It’s a hiring truism that overqualified applicants are likely to bolt the company as they get a better offer somewhere else. After all, why would a job applicant who has been an executive in the past settle for being a middle manager? Would a surgeon settle for being a fry cook? But here’s another way of thinking about it: Wouldn’t a surgeon make the best fry cook in the history of fast food?
John Hollon of the smart HR blog TLNT wrote this week about how fear of the overqualified is a significant way that managers miss the boat when it comes to employee engagement. He refers to a Wall Street Journal article about how the former employees of a collapsed financial firm are struggling to find work. Lower-level employees are doing fine, but senior-level execs are having trouble, despite being willing to take jobs that are “below” them. They’re confronted with that age-old problem: Employers think they’ll quit as soon as the job market improves.
Nonsense, Hollon writes. “If you really want to foster employee engagement, why would you not take a chance on a person like that? Isn’t that the type of candidate who is likely to be the MOST engaged worker in your office?”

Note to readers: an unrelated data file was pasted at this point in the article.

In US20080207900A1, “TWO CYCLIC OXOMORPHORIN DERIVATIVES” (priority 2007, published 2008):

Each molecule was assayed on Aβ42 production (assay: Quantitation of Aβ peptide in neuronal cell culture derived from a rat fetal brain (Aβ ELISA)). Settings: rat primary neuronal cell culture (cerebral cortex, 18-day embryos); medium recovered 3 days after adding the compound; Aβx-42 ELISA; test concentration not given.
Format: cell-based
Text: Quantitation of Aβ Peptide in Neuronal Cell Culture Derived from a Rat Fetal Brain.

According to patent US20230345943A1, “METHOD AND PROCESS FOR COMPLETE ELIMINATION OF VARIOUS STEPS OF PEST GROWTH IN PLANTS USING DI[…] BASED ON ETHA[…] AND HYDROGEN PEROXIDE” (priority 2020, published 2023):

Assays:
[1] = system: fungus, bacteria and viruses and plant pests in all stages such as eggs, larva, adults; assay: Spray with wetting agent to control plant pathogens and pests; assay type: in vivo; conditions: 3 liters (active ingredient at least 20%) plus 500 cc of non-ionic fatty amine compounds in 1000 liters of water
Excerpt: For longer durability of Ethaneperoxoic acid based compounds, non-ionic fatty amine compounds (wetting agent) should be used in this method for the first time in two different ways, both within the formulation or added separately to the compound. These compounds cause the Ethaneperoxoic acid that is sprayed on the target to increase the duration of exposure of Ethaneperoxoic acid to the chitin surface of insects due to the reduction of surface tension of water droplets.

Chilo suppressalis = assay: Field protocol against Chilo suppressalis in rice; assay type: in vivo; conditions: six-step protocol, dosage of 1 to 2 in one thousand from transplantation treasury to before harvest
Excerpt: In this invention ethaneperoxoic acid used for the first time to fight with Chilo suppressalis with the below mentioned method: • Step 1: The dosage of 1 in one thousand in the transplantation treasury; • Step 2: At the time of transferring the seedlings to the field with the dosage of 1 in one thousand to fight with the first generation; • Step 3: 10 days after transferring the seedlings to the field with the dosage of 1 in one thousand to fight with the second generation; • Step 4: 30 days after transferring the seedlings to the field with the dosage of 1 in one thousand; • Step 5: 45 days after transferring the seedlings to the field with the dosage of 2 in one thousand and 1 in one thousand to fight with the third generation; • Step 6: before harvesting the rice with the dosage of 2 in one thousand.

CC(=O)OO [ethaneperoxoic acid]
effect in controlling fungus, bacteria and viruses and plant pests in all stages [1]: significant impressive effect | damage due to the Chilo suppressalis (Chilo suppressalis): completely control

Overqualified candidates are clearly desperate, but there’s no reason to think they won’t be loyal. Some of the laid-off execs quoted in the article specifically say they’ll be loyal to anyone who offered them a good position. What more could HR ask for?
Fear of the overqualified is based on two faulty assumptions. First, that the job market is improving so quickly that employees will be out the door within months. The recovery seems real, but it’s also going slowly. Anyway, if the market improves drastically, the hiring landscape will be different across the board: All employees will be looking around, not just the overqualified ones.
The second faulty premise, Hollon writes, is that the “those people you took a chance on when times were less-than-good will be so ungrateful that they won’t remember that down the road.” That doesn’t give highly qualified people enough moral credit.
The fact is, every hire is a risk. Any employee could be unengaged, resentful, or quick to quit. Why rule out a person who’s already proven their ability to work at an even higher level than the job description? If a surgeon wants to work at McDonald’s, the fast-food joint would be lucky to have her.